First, it was cloudy, then it drizzled and then it felt like the monsoon had hit Cape Town. You could sense the smell of fresh rain water mixed with mud almost giving a feeling of home back in India. Conditions on the ground though were different to what it would have been at home. There was some nip in the air, juice on the centre pitch and lots of bounce and carry for the keeper as India took on the field later in the noon after they were forced to practice indoors for the first half of the day.
The bowlers were snaring pace and it proved to be a good contest between bat and ball. The Indian pace attack during practice - Umesh Yadav, Mohammed Shami, Bhuvneshwar Kumar and Jasprit Bumrah - rejoiced the conditions on offer and made full use of it.
Talking about things the bowling attack would need to counter in South Africa, Bhuvneshwar added, “The first thing that comes to our mind when it comes to South Africa is bouncier wickets, seaming wickets but that’s not a sure thing. When it comes to batsmen there is bounce and those unplayable deliveries but when it comes to bowlers, the Kookaburra is one of the toughest balls to bowl with. It doesn’t do too much after 25-30 overs. These are the kind of situations we are tackling with. Bounce is something ever fast bowler enjoys. That is something we want to cover. If there is extra bounce what are the kind of fields we can set for that. These are the little things we are doing in the practice sessions.”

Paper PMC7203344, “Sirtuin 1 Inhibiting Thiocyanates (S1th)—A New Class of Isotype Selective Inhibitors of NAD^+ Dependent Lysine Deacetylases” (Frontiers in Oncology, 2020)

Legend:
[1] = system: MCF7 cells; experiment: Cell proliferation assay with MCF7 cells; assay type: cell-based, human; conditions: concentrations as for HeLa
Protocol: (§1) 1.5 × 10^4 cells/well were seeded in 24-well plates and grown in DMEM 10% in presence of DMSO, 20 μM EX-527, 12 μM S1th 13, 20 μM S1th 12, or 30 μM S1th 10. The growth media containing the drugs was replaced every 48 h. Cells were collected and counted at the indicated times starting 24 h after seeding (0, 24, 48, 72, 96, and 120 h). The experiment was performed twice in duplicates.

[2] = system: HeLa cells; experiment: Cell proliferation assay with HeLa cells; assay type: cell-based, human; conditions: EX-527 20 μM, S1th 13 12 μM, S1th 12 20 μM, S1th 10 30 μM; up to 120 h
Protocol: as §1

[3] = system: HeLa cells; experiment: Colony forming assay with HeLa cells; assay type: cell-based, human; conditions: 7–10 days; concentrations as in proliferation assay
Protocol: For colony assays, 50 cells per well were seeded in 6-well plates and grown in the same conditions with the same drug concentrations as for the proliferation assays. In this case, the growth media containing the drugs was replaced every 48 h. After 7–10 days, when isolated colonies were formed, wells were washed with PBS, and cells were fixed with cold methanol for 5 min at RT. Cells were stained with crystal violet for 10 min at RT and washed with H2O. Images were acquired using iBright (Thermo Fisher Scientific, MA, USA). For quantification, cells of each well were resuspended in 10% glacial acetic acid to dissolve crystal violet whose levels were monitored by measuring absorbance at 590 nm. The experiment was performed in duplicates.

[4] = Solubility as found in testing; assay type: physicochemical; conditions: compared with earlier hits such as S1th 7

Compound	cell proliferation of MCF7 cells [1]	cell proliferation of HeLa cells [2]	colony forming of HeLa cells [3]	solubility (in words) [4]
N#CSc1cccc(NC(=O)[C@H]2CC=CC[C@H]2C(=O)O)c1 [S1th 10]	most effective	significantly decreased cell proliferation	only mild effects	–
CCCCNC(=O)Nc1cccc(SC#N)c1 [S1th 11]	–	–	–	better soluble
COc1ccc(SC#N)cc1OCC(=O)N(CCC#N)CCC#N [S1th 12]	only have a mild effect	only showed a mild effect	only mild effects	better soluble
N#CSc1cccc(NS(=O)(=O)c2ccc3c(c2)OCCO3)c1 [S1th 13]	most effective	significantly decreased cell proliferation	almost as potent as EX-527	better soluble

This is an exciting pace attack on offer and India captain had said earlier that he believes this side can take 20 wickets. Every pacer in this line-up has his own skill set and brings that facet of his game to the fore. For the pace attack, it was all about learning from each other and putting them to practice. “We have different strengths, so we pick few things that could help our bowling. Like if I pick something from Umesh, Ishant or Shami; that’s reverse swing. They pick swing from me so it definitely helps us to get better.”